Saltwater oceans and seas are the largest ecosystem on Earth. Among the unique properties of water are: water is slower to heat and cool than air. Therefore, temperature in aquatic ecosystems is more moderate than in terrestrial ecosystem. It absorbs a considerable amount of the light energy that powers life.

21 Aquatic Biomes Types of aquatic ecosystems
There are many different kinds of aquatic ecosystems: Freshwater ecosystems include: rivers streams ponds lakes marshes Marine (saltwater) ecosystems include: coral reefs the open ocean estuaries

22 Aquatic Biomes Freshwater lakes
Freshwater lakes vary tremendously in size, depth and nutrient content. Plants and animals live mainly in the shallow zone of the lake; they find abundant light and adequate nutrients.

23 Aquatic Biomes Rivers and streams
Freshwater ecosystems that have flowing or moving water. Streams have flow of water faster than rivers. Rivers are larger and deeper than streams. River Stream

24 Aquatic Biomes Marine ecosystems
Marine waters cover two-thirds of the surface of the Earth. The ocean is divided into zones according to the amount of sunlight they get. The zones are: photic zone (the upper layer of water to a depth of about 200 meters, receives sufficient light to support photosynthesis). aphotic zone (the bottommost zone below the photic zone)

25 Aquatic Biomes Costal waters
The greatest concentration of life in the oceans is found in the shallow costal water where abundant light and nutrients. Costal waters include: the intertidal zone: the area that is alternatively covered and uncovered by water with the rising and falling of the tides. near-shore zone: relatively shallow, but submerged areas. The abundance of nutrients and sunlight in this zone promotes the growth of a large variety of organisms.

26 Aquatic Biomes Coral reefs
Coral reefs are most abundant in warm tropical waters (the temperatures range between 22 ˚C and 28 ˚C). Reef-building corals thrive within the photic zone at depth of less than 40 meters, where light penetrates clear water and provide energy for photosynthesis. The corals require light because they harbor photosynthetic unicellular algae called dinoflagellates within their tissues in a mutualistic relationship. The algae give the corals their diverse brilliant color. The skeletons of the corals accumulate over thousands of years, providing shelter and food for the most diverse collection of invertebrates and fish.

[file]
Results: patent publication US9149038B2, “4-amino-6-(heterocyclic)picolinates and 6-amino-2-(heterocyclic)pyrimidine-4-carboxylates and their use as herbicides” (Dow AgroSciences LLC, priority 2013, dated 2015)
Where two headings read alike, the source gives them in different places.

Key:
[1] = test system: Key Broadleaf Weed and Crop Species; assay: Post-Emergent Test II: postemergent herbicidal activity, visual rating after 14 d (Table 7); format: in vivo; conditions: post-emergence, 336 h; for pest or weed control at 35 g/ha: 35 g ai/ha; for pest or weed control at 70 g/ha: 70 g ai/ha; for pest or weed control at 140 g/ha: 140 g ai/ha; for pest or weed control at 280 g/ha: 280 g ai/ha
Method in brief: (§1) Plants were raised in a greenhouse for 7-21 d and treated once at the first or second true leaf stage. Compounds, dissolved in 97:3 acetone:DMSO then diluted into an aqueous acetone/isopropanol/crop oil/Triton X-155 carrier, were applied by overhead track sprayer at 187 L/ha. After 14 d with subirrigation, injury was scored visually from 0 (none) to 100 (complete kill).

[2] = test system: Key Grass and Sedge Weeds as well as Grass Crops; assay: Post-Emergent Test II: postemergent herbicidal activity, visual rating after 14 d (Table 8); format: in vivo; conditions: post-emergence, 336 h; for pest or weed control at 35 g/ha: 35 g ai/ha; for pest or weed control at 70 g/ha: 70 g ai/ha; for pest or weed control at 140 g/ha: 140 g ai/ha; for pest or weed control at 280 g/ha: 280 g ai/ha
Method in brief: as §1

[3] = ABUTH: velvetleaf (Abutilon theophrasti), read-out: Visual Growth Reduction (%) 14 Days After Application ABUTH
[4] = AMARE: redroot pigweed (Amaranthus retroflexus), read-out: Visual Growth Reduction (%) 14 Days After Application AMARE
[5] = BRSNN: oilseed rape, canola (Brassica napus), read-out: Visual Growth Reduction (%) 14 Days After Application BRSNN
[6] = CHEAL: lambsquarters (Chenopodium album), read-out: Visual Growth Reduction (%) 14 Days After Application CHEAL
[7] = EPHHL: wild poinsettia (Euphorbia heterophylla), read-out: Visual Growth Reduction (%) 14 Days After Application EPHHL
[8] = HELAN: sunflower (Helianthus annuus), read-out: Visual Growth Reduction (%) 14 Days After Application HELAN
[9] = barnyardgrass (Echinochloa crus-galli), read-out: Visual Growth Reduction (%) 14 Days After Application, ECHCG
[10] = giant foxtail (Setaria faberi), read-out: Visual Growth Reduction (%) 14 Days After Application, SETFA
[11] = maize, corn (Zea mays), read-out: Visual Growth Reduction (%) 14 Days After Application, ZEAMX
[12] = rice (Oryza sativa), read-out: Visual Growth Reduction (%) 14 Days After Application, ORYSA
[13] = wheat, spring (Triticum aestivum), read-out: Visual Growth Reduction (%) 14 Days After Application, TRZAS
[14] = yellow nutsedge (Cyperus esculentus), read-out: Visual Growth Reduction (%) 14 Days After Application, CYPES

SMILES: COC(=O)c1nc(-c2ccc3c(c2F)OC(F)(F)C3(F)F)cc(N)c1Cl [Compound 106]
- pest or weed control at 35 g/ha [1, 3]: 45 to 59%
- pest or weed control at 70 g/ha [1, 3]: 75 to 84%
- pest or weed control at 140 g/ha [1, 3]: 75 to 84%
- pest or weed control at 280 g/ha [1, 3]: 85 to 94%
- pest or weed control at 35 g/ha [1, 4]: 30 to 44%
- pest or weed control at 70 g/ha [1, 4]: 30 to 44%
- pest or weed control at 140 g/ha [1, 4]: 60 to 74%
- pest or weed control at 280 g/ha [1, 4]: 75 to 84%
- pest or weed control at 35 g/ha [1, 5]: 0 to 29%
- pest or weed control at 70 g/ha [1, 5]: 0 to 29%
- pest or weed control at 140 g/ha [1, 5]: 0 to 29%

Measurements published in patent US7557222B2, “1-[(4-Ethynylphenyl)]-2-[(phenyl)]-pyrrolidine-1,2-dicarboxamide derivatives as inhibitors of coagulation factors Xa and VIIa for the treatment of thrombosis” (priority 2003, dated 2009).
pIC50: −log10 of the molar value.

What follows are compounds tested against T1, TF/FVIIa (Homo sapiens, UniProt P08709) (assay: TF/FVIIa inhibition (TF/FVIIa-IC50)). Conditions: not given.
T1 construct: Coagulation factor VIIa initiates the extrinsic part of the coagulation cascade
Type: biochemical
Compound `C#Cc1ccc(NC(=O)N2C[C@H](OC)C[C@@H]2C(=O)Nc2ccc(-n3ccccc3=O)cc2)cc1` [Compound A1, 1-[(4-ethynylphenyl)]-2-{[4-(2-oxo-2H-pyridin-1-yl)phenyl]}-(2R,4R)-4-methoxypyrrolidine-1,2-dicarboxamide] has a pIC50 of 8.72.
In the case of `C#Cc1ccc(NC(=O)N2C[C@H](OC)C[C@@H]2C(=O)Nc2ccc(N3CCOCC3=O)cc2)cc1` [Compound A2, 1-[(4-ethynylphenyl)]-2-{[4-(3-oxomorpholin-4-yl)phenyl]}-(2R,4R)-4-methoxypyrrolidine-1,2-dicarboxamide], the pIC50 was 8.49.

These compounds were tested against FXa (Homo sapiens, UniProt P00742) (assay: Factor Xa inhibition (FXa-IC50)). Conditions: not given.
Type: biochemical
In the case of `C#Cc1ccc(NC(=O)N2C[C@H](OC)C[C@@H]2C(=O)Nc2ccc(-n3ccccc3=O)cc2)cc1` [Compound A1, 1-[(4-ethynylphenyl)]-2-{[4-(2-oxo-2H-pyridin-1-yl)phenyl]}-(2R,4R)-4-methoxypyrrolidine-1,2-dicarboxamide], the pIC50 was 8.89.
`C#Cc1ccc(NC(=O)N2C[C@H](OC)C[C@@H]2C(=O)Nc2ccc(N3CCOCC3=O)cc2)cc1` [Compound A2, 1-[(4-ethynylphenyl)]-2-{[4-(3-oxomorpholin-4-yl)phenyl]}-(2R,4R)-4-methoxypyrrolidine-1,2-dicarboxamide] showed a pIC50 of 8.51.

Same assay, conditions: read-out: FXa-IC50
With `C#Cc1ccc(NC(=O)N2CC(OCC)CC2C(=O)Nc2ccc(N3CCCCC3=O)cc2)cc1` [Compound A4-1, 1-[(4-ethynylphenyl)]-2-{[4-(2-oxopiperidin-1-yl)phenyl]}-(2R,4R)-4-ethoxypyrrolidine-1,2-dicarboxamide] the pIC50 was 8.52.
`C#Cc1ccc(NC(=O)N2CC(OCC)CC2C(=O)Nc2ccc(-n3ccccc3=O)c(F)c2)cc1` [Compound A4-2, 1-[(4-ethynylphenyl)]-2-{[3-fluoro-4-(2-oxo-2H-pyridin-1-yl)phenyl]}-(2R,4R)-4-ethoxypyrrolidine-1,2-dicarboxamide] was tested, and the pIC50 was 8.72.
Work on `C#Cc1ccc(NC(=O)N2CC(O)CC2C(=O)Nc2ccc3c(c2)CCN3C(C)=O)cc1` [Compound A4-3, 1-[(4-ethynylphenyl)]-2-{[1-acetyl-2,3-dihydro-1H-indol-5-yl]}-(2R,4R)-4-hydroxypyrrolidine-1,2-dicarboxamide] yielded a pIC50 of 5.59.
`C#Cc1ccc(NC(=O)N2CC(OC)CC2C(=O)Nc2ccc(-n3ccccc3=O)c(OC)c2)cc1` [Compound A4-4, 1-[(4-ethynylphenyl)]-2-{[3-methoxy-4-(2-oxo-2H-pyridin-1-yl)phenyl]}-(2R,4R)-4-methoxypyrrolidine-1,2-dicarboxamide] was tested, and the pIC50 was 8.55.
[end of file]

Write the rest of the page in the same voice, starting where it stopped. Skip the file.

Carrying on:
27 Aquatic Biomes Coral reefs
Coral reefs, composed of corals and algae, provide habitat for diverse communities of fish and invertebrates, such as sponges.

28 Aquatic Biomes Open ocean
Beyond the costal regions lies the open ocean. Most life in the open ocean is limited to the photic zone, where organisms are pelagic (free swimming or floating organisms). with deeper parts of open ocean, the aphotic zone, the pressure increases, the temperature drops and there is less light, or there is no light at all. The food web of the open ocean is dependent on phytoplankton (floating microscopic photosynthetic organisms). Phytoplankton is consumed by zooplankton (floating microscopic animals). Zooplankton serve as food for larger invertebrates and small fish, which are in turn eaten by larger fish and marine mammals.

29 Aquatic Biomes Open ocean Phytoplankton Small fish Zooplankton Shark
The open ocean supports abundant life in the photic zone, where light is available. Phytoplankton are the producers. Phytoplankton are eaten by zooplankton, represented here by this microscopic copepod (a crustacean).